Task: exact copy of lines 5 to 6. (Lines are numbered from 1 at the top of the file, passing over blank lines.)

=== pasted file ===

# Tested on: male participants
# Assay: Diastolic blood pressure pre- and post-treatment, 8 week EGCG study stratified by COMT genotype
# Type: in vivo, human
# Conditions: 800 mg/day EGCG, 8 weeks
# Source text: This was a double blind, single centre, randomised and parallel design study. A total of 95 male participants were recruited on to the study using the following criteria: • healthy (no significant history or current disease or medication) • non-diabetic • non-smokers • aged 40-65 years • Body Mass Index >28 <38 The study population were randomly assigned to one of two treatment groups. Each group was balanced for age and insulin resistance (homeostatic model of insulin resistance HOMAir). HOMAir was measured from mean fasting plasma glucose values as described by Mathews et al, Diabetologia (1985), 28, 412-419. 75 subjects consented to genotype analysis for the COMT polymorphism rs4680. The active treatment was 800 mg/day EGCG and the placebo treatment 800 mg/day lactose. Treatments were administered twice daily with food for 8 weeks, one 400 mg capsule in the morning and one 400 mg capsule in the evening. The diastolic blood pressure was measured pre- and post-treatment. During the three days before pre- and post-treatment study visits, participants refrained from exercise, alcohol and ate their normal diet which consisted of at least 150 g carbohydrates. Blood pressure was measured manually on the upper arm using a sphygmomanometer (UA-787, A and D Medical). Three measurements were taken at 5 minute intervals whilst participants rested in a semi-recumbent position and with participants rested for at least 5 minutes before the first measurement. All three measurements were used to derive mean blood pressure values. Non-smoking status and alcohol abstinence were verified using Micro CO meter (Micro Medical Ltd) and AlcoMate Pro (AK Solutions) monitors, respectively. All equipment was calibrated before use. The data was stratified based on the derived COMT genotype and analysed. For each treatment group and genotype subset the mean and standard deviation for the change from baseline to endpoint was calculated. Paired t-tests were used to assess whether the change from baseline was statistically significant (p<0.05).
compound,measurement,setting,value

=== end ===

# Source text: This was a double blind, single centre, randomised and parallel design study. A total of 95 male participants were recruited on to the study using the following criteria: • healthy (no significant history or current disease or medication) • non-diabetic • non-smokers • aged 40-65 years • Body Mass Index >28 <38 The study population were randomly assigned to one of two treatment groups. Each group was balanced for age and insulin resistance (homeostatic model of insulin resistance HOMAir). HOMAir was measured from mean fasting plasma glucose values as described by Mathews et al, Diabetologia (1985), 28, 412-419. 75 subjects consented to genotype analysis for the COMT polymorphism rs4680. The active treatment was 800 mg/day EGCG and the placebo treatment 800 mg/day lactose. Treatments were administered twice daily with food for 8 weeks, one 400 mg capsule in the morning and one 400 mg capsule in the evening. The diastolic blood pressure was measured pre- and post-treatment. During the three days before pre- and post-treatment study visits, participants refrained from exercise, alcohol and ate their normal diet which consisted of at least 150 g carbohydrates. Blood pressure was measured manually on the upper arm using a sphygmomanometer (UA-787, A and D Medical). Three measurements were taken at 5 minute intervals whilst participants rested in a semi-recumbent position and with participants rested for at least 5 minutes before the first measurement. All three measurements were used to derive mean blood pressure values. Non-smoking status and alcohol abstinence were verified using Micro CO meter (Micro Medical Ltd) and AlcoMate Pro (AK Solutions) monitors, respectively. All equipment was calibrated before use. The data was stratified based on the derived COMT genotype and analysed. For each treatment group and genotype subset the mean and standard deviation for the change from baseline to endpoint was calculated. Paired t-tests were used to assess whether the change from baseline was statistically significant (p<0.05).
compound,measurement,setting,value